Should insurers be allowed to differentiate between risks on the basis of age and disability? The sector is worried that the 2011 ruling on gender in the Test-Achats case may be replicated for those other characteristics. Yet there’s a risk that this vital differentiation / discrimination debate will become skewed by an entrenching of perspectives.
A recent conference organised by Swiss Re’s Life and Health arm brought together insurers, politicians and campaigners to discuss the key issues associated with the differentiation / discrimination debate. There was clearly a willingness to understand each others’ perspective, although not a lot in the way of obvious progress.
The conference focused on the implementation of a proposed EU equal treatment directive that would prohibit discrimination based on age or disability in respect to access to and supply of goods and services. At the moment, such discrimination is illegal in terms of employment, but permitted in terms of goods and services.
On the face of it, removing age and disability from the toolkits of life and health underwriters (to name but two) could have many consequences. Yet the Directive’s wording is more nuanced than that. The proposed text states that in the provision of financial services, proportionate differences in treatment…
“…on the grounds of age do not constitute discrimination…, if age is a determining factor in the assessment of risk for the service in question and this assessment is based on actuarial principles and relevant and reliable statistical data.”
The same principle is being proposed in respect of disability. The proposed directive as currently worded goes on to state that …
“…providers of financial services who decide to apply proportionate differences of treatment on the grounds of age or disability shall, upon request, provide information to customers and relevant judicial and complaints bodies on the reasons explaining those differences of treatment.”
And this is then developed further in terms of the burden of proof,
“when persons who consider themselves wronged because the principle of equal treatment has not been applied to them, establish, before a court or other competent authority, facts from which it may be presumed that there has been direct or indirect discrimination, it shall be for the respondent to prove that there has been no breach of the prohibition of discrimination.”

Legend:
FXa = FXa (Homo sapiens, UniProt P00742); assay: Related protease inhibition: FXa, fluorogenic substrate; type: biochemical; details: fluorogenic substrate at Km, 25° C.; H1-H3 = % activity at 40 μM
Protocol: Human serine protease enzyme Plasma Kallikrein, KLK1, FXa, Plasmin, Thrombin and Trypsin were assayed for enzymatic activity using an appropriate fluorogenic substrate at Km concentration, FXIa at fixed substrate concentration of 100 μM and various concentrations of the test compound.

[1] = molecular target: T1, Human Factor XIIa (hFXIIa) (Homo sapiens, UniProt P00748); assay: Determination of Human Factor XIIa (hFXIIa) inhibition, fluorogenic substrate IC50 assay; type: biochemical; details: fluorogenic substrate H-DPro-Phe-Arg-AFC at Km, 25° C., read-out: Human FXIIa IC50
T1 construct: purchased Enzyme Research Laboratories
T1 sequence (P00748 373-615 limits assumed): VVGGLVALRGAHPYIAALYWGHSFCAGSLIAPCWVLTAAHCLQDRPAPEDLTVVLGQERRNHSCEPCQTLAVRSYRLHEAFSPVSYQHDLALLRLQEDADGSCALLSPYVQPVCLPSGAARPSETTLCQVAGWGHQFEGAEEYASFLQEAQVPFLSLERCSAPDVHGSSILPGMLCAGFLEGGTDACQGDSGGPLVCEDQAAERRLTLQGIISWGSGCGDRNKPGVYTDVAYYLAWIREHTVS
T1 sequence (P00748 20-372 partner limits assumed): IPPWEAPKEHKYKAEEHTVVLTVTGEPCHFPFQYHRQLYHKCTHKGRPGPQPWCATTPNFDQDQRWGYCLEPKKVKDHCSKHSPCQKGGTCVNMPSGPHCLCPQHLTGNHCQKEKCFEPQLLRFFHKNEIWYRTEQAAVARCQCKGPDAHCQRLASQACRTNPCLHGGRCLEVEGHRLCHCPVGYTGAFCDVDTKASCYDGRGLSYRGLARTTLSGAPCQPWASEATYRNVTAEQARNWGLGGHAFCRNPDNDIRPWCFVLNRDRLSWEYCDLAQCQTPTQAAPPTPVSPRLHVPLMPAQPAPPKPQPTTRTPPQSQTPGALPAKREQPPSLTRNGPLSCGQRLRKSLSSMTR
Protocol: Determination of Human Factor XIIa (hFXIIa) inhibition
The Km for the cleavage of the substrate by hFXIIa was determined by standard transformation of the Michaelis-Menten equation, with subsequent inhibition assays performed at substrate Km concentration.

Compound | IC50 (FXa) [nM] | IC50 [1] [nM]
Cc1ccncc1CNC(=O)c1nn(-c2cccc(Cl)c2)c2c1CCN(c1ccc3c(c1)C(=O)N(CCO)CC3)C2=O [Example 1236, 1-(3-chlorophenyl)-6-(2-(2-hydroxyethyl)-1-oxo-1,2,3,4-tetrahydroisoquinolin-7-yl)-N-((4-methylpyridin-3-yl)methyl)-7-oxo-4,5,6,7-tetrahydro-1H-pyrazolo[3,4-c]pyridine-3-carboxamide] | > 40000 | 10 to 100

In other words, the burden of proof lies with the insurer, who would have to prove that…
“age limits and age bands reflect proportionate differences of treatment on grounds of age and are set in a reasonable manner.”
Now I’m no legislator and the threads and nuances of directive negotiations are not for the faint hearted, but to me, as a reasonably experienced insurance professional, this points to the issue being less about differentiating between risks based upon age and disability (which will continued to be allowed) and more about proportionality, reasonableness and transparency.
Yet what insurance chief executive would appear on morning radio to argue against a directive that allows proportionate and reasonable business practices? The case against the directive has so far been framed in terms of adverse selection, but so long as risk differentiation around age and disability is applied proportionately and reasonably, should that really be a concern? After all, proportionailty and reasonableness should be familiar terms to any actuary.
Insurers will of course find it burdensome to have to provide evidence that their risk differentiation around age and disability comply with the proposed directive. It’s an extra cost of business. Yet should it really worry them, given that existing regulations already require them to treat customers fairly? Their fairness processes should already be reassuring their board of directors on this key point.
Does this point then to deep, underlying concerns within the sector about transparency? If so, that is a concern for the future health and well being of the insurance sector.
In the next post, I’ll be looking in a little more detail at one of the key legs that the equal treatment directive stands on: actuarial principles.